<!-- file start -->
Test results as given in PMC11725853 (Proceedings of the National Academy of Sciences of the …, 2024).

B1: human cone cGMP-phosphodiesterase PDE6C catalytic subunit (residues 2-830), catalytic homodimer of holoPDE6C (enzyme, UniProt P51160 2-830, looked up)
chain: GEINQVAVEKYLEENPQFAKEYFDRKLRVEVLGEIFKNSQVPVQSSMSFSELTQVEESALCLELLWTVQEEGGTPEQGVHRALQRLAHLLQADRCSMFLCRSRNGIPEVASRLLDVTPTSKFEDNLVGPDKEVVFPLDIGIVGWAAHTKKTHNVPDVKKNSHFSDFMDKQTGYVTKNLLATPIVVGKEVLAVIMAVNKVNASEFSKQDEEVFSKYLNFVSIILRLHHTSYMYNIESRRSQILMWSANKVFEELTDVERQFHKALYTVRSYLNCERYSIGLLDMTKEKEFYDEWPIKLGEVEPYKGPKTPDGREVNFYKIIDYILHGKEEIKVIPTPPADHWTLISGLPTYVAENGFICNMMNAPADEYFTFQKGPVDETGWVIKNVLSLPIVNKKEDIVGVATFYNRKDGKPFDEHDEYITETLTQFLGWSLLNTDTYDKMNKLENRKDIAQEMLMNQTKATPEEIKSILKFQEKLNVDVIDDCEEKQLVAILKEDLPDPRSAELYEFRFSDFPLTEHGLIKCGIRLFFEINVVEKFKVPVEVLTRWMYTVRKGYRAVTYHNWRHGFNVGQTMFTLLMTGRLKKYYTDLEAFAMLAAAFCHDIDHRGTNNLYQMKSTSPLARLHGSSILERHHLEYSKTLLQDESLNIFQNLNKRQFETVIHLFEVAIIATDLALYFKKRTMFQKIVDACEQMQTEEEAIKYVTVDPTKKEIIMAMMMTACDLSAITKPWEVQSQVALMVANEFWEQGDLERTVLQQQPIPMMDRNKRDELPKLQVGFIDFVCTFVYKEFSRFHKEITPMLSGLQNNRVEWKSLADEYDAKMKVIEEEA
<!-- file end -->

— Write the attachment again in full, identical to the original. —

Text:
Test results as given in PMC11725853 (Proceedings of the National Academy of Sciences of the …, 2024).

B1: human cone cGMP-phosphodiesterase PDE6C catalytic subunit (residues 2-830), catalytic homodimer of holoPDE6C (enzyme, UniProt P51160 2-830, looked up)
chain: GEINQVAVEKYLEENPQFAKEYFDRKLRVEVLGEIFKNSQVPVQSSMSFSELTQVEESALCLELLWTVQEEGGTPEQGVHRALQRLAHLLQADRCSMFLCRSRNGIPEVASRLLDVTPTSKFEDNLVGPDKEVVFPLDIGIVGWAAHTKKTHNVPDVKKNSHFSDFMDKQTGYVTKNLLATPIVVGKEVLAVIMAVNKVNASEFSKQDEEVFSKYLNFVSIILRLHHTSYMYNIESRRSQILMWSANKVFEELTDVERQFHKALYTVRSYLNCERYSIGLLDMTKEKEFYDEWPIKLGEVEPYKGPKTPDGREVNFYKIIDYILHGKEEIKVIPTPPADHWTLISGLPTYVAENGFICNMMNAPADEYFTFQKGPVDETGWVIKNVLSLPIVNKKEDIVGVATFYNRKDGKPFDEHDEYITETLTQFLGWSLLNTDTYDKMNKLENRKDIAQEMLMNQTKATPEEIKSILKFQEKLNVDVIDDCEEKQLVAILKEDLPDPRSAELYEFRFSDFPLTEHGLIKCGIRLFFEINVVEKFKVPVEVLTRWMYTVRKGYRAVTYHNWRHGFNVGQTMFTLLMTGRLKKYYTDLEAFAMLAAAFCHDIDHRGTNNLYQMKSTSPLARLHGSSILERHHLEYSKTLLQDESLNIFQNLNKRQFETVIHLFEVAIIATDLALYFKKRTMFQKIVDACEQMQTEEEAIKYVTVDPTKKEIIMAMMMTACDLSAITKPWEVQSQVALMVANEFWEQGDLERTVLQQQPIPMMDRNKRDELPKLQVGFIDFVCTFVYKEFSRFHKEITPMLSGLQNNRVEWKSLADEYDAKMKVIEEEA